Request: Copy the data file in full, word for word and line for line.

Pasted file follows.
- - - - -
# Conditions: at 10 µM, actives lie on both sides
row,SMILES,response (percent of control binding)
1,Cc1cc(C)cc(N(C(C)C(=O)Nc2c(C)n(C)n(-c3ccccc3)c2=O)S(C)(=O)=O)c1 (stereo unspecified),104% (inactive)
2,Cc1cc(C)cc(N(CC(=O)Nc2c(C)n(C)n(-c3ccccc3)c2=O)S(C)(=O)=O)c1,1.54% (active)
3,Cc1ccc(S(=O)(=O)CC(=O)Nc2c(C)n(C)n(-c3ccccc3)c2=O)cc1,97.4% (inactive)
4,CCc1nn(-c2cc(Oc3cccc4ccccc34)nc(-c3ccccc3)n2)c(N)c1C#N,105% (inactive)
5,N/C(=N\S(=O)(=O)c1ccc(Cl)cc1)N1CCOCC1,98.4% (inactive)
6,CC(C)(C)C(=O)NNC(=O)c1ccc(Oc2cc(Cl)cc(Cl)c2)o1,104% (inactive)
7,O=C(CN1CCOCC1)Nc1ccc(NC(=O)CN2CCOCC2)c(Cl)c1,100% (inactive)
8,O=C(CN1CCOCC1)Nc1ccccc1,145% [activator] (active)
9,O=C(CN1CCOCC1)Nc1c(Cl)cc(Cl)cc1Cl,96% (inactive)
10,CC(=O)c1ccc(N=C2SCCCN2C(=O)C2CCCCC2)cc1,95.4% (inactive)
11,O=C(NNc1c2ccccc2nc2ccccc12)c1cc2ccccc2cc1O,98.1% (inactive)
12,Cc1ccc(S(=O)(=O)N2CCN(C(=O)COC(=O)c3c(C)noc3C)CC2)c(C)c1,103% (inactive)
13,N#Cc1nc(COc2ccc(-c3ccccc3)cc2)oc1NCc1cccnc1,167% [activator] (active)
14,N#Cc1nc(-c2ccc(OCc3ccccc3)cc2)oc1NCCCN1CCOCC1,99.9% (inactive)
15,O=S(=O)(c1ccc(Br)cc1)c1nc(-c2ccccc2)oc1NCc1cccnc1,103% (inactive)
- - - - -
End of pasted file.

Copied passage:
# Conditions: at 10 µM, actives lie on both sides
row,SMILES,response (percent of control binding)
1,Cc1cc(C)cc(N(C(C)C(=O)Nc2c(C)n(C)n(-c3ccccc3)c2=O)S(C)(=O)=O)c1 (stereo unspecified),104% (inactive)
2,Cc1cc(C)cc(N(CC(=O)Nc2c(C)n(C)n(-c3ccccc3)c2=O)S(C)(=O)=O)c1,1.54% (active)
3,Cc1ccc(S(=O)(=O)CC(=O)Nc2c(C)n(C)n(-c3ccccc3)c2=O)cc1,97.4% (inactive)
4,CCc1nn(-c2cc(Oc3cccc4ccccc34)nc(-c3ccccc3)n2)c(N)c1C#N,105% (inactive)
5,N/C(=N\S(=O)(=O)c1ccc(Cl)cc1)N1CCOCC1,98.4% (inactive)
6,CC(C)(C)C(=O)NNC(=O)c1ccc(Oc2cc(Cl)cc(Cl)c2)o1,104% (inactive)
7,O=C(CN1CCOCC1)Nc1ccc(NC(=O)CN2CCOCC2)c(Cl)c1,100% (inactive)
8,O=C(CN1CCOCC1)Nc1ccccc1,145% [activator] (active)
9,O=C(CN1CCOCC1)Nc1c(Cl)cc(Cl)cc1Cl,96% (inactive)
10,CC(=O)c1ccc(N=C2SCCCN2C(=O)C2CCCCC2)cc1,95.4% (inactive)
11,O=C(NNc1c2ccccc2nc2ccccc12)c1cc2ccccc2cc1O,98.1% (inactive)
12,Cc1ccc(S(=O)(=O)N2CCN(C(=O)COC(=O)c3c(C)noc3C)CC2)c(C)c1,103% (inactive)
13,N#Cc1nc(COc2ccc(-c3ccccc3)cc2)oc1NCc1cccnc1,167% [activator] (active)
14,N#Cc1nc(-c2ccc(OCc3ccccc3)cc2)oc1NCCCN1CCOCC1,99.9% (inactive)
15,O=S(=O)(c1ccc(Br)cc1)c1nc(-c2ccccc2)oc1NCc1cccnc1,103% (inactive)